Publication Date: Friday, June 11, 2004
Council picks new projects to pursue Council picks new projects to pursue (June 11, 2004)
Library, parks will see improvements
By Corey Pride
A new senior center, a new library book check-in system and some extra bathrooms in parks are a number of the projects the city of Mountain View is scheduled to fund in the next five years.
The city council prioritized its plans for capital improvement projects on May 25 for the 2004-2005 fiscal year and tentatively set goals for future years through 2008-2009.
The council wrestled with renovations and upgrades it would like to see addressed in coming months through its capital improvement program. Projects set for the next fiscal year, which starts July 1, are more than 40 in number and could cost up to $23 million or more.
Mayor Matt Pear said the city must provide for regular maintenance in order to keep the city livable for residents.
"We have to keep the infrastructure up-to-date. No business wants to move to a city that's falling apart but more importantly than that, no one wants to live in that type of city," Pear said.
Projects in the program are funded by a combination of monies restricted for specific uses -- money for sewer repair would come out of the sewer and solid waste fund for example -- and unrestricted money from property taxes and reserve funds.
Mountain View will spend $385,000 to resurface streets and $284,000 on its water system, but some council members don't see those as the city's most pressing issues.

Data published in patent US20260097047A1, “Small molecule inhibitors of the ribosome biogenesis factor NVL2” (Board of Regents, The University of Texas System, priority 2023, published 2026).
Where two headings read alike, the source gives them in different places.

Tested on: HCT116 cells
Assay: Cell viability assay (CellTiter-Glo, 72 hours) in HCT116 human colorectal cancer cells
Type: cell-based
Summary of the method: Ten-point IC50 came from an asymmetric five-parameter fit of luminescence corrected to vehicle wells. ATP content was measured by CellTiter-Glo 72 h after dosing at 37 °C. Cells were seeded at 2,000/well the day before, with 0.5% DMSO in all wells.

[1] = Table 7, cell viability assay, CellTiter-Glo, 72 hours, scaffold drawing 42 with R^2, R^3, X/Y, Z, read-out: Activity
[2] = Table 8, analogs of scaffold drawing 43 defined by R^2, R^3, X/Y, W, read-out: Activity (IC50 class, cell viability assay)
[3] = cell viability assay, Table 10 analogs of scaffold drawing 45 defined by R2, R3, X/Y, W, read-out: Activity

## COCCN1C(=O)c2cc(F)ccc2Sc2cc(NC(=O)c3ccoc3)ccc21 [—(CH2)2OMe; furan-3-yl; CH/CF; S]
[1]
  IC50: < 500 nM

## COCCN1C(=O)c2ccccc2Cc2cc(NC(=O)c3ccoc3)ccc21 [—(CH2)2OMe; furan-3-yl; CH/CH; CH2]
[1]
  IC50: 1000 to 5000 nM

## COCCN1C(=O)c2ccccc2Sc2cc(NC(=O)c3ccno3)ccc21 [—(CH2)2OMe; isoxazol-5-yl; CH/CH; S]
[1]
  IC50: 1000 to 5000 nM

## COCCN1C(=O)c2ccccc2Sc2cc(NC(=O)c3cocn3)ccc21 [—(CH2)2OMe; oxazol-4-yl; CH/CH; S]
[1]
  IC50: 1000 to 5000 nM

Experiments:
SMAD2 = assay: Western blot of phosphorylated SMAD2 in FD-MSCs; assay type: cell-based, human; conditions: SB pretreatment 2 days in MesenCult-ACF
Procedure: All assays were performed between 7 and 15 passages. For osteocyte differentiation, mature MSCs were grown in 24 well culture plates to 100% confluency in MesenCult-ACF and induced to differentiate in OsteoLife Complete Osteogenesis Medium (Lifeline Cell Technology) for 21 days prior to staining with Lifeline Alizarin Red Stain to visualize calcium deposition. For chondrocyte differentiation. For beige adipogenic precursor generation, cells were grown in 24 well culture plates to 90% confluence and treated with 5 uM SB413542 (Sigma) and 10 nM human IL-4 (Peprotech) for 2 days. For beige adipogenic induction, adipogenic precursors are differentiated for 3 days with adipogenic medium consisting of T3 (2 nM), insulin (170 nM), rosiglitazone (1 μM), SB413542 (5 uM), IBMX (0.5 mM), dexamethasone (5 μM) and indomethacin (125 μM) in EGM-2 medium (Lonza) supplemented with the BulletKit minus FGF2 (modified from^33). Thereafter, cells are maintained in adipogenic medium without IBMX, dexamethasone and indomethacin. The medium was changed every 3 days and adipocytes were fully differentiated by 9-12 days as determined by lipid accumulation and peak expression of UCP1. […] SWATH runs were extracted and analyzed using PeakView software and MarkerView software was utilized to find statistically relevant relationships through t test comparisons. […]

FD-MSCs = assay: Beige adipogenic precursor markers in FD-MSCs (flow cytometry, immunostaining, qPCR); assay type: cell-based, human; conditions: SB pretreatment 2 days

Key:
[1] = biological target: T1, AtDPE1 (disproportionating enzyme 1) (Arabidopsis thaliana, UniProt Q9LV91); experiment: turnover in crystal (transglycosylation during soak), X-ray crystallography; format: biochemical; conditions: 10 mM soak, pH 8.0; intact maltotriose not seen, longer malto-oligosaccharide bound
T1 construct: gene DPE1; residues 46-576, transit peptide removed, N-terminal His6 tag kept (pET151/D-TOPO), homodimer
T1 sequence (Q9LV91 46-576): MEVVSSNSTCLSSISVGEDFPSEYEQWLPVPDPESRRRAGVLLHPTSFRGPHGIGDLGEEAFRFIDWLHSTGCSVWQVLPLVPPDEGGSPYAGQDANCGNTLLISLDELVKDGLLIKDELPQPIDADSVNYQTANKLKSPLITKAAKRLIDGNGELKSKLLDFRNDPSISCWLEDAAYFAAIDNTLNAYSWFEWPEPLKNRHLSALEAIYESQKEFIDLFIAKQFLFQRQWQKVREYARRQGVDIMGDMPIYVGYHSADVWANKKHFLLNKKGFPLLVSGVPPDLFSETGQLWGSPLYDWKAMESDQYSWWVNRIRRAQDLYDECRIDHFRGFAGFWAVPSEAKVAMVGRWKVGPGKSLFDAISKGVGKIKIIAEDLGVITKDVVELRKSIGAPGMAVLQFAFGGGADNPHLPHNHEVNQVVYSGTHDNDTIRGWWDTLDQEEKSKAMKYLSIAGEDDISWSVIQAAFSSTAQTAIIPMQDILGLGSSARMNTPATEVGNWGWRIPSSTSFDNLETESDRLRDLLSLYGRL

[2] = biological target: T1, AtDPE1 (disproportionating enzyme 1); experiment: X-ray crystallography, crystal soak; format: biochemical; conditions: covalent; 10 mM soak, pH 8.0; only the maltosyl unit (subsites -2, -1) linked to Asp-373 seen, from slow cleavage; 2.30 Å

Council member Nick Galiotto said the most important project moving forward in the next fiscal year to him is the senior center. The senior center on Escuela Avenue was discovered to be seismically unsafe in 2002. An interim center opened last year at the same address and $500,000 is being allotted in fiscal year 2004-2005, along with previously designated funds, for design and construction of a permanent facility.
"The senior center has been a pet project of mine. It's very important for me to see it go forward," Galiotto said.
Not all of the improvements the council wants to make can be done in one year. Thus, projects are scheduled through 2008-2009. Deciding what projects must be done, or at least started, this year became a give and take for the council.
Council member Greg Perry wanted to scale down a library-use survey scheduled for 2004-2005. Council member Rosemary Stasek didn't agree.
"Doing one piece of it doesn't give us a whole picture. If we were to ask the public what were the most important services, they'd say garbage collection and the library," Stasek said.
The library survey remains on the list of projects to be done in the next fiscal year along with the installation of an $800,000 automated book check-in system.
Perry would like to see bathrooms constructed for some of the city's parks. Sixteen of the city's 30 parks are without restrooms. Four parks (Bubb, Landels, Huff and Slater) meet the city qualifications to have restroom facilities on site. Construction of a restroom at Landels Park is tentatively set to begin in 2005-2006.
Vice Mayor Matt Neely said although some projects have to be put on hold for funding or staffing concerns, it's important for capital improvements to move forward.
"We want to cut the ribbon," Neely said. "The public wants to see you start a project and finish a project. They have seen plenty of projects put on hold. That doesn't excite them."
E-mail Corey Pride at firstname.lastname@example.org
| Top 2004-2005 Projects
|Recycled Water Distribution System
|Sanitary Sewer Main Replacement
|Water Main Service Line Replacement
|Street Resurfacing Program
|Senior Center Design and Construction
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